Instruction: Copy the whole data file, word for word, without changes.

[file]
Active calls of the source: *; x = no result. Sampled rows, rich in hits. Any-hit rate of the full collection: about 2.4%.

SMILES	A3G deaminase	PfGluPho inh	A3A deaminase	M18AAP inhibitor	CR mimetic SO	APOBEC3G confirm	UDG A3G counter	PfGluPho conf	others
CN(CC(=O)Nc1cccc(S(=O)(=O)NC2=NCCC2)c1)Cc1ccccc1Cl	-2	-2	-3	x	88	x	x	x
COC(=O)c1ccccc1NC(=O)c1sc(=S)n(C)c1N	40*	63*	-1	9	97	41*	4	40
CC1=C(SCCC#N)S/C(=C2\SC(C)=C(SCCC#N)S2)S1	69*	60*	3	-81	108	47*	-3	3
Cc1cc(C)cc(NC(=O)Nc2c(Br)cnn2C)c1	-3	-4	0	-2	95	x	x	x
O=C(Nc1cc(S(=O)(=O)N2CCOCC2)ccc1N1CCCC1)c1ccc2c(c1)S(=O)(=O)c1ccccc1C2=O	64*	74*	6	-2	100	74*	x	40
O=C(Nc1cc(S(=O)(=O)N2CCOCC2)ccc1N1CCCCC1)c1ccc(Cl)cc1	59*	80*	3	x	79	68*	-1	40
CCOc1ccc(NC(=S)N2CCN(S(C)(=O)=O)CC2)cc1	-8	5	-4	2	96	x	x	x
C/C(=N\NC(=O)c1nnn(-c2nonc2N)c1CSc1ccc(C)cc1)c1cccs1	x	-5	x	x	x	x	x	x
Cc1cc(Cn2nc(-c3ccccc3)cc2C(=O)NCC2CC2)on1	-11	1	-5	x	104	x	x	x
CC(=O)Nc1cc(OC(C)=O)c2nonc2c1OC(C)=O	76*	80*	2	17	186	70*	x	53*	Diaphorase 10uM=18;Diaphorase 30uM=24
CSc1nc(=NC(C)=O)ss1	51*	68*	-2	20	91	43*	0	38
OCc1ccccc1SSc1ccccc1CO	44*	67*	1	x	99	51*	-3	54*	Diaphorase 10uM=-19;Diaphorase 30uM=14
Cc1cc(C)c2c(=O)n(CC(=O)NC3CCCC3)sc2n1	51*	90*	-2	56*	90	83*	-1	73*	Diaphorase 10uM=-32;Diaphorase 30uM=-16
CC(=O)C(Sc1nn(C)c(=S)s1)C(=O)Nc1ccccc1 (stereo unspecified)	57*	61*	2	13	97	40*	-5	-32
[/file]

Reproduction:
Active calls of the source: *; x = no result. Sampled rows, rich in hits. Any-hit rate of the full collection: about 2.4%.

SMILES	A3G deaminase	PfGluPho inh	A3A deaminase	M18AAP inhibitor	CR mimetic SO	APOBEC3G confirm	UDG A3G counter	PfGluPho conf	others
CN(CC(=O)Nc1cccc(S(=O)(=O)NC2=NCCC2)c1)Cc1ccccc1Cl	-2	-2	-3	x	88	x	x	x
COC(=O)c1ccccc1NC(=O)c1sc(=S)n(C)c1N	40*	63*	-1	9	97	41*	4	40
CC1=C(SCCC#N)S/C(=C2\SC(C)=C(SCCC#N)S2)S1	69*	60*	3	-81	108	47*	-3	3
Cc1cc(C)cc(NC(=O)Nc2c(Br)cnn2C)c1	-3	-4	0	-2	95	x	x	x
O=C(Nc1cc(S(=O)(=O)N2CCOCC2)ccc1N1CCCC1)c1ccc2c(c1)S(=O)(=O)c1ccccc1C2=O	64*	74*	6	-2	100	74*	x	40
O=C(Nc1cc(S(=O)(=O)N2CCOCC2)ccc1N1CCCCC1)c1ccc(Cl)cc1	59*	80*	3	x	79	68*	-1	40
CCOc1ccc(NC(=S)N2CCN(S(C)(=O)=O)CC2)cc1	-8	5	-4	2	96	x	x	x
C/C(=N\NC(=O)c1nnn(-c2nonc2N)c1CSc1ccc(C)cc1)c1cccs1	x	-5	x	x	x	x	x	x
Cc1cc(Cn2nc(-c3ccccc3)cc2C(=O)NCC2CC2)on1	-11	1	-5	x	104	x	x	x
CC(=O)Nc1cc(OC(C)=O)c2nonc2c1OC(C)=O	76*	80*	2	17	186	70*	x	53*	Diaphorase 10uM=18;Diaphorase 30uM=24
CSc1nc(=NC(C)=O)ss1	51*	68*	-2	20	91	43*	0	38
OCc1ccccc1SSc1ccccc1CO	44*	67*	1	x	99	51*	-3	54*	Diaphorase 10uM=-19;Diaphorase 30uM=14
Cc1cc(C)c2c(=O)n(CC(=O)NC3CCCC3)sc2n1	51*	90*	-2	56*	90	83*	-1	73*	Diaphorase 10uM=-32;Diaphorase 30uM=-16
CC(=O)C(Sc1nn(C)c(=S)s1)C(=O)Nc1ccccc1 (stereo unspecified)	57*	61*	2	13	97	40*	-5	-32